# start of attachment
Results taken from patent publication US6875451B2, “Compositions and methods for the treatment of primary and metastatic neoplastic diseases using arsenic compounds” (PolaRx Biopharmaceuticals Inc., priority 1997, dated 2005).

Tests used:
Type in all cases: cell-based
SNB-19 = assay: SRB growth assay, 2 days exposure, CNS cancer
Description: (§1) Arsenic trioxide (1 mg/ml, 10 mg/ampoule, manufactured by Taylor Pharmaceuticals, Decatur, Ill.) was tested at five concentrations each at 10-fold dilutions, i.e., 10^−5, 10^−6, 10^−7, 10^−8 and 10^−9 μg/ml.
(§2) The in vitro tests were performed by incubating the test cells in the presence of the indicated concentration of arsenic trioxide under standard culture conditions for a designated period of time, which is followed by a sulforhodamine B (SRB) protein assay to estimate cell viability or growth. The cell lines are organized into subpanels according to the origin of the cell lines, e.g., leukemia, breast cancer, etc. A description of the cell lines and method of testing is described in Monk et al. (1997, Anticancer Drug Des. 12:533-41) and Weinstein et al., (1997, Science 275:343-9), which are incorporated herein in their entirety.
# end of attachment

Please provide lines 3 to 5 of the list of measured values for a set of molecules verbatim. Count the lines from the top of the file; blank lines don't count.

Type in all cases: cell-based
SNB-19 = assay: SRB growth assay, 2 days exposure, CNS cancer
Description: (§1) Arsenic trioxide (1 mg/ml, 10 mg/ampoule, manufactured by Taylor Pharmaceuticals, Decatur, Ill.) was tested at five concentrations each at 10-fold dilutions, i.e., 10^−5, 10^−6, 10^−7, 10^−8 and 10^−9 μg/ml.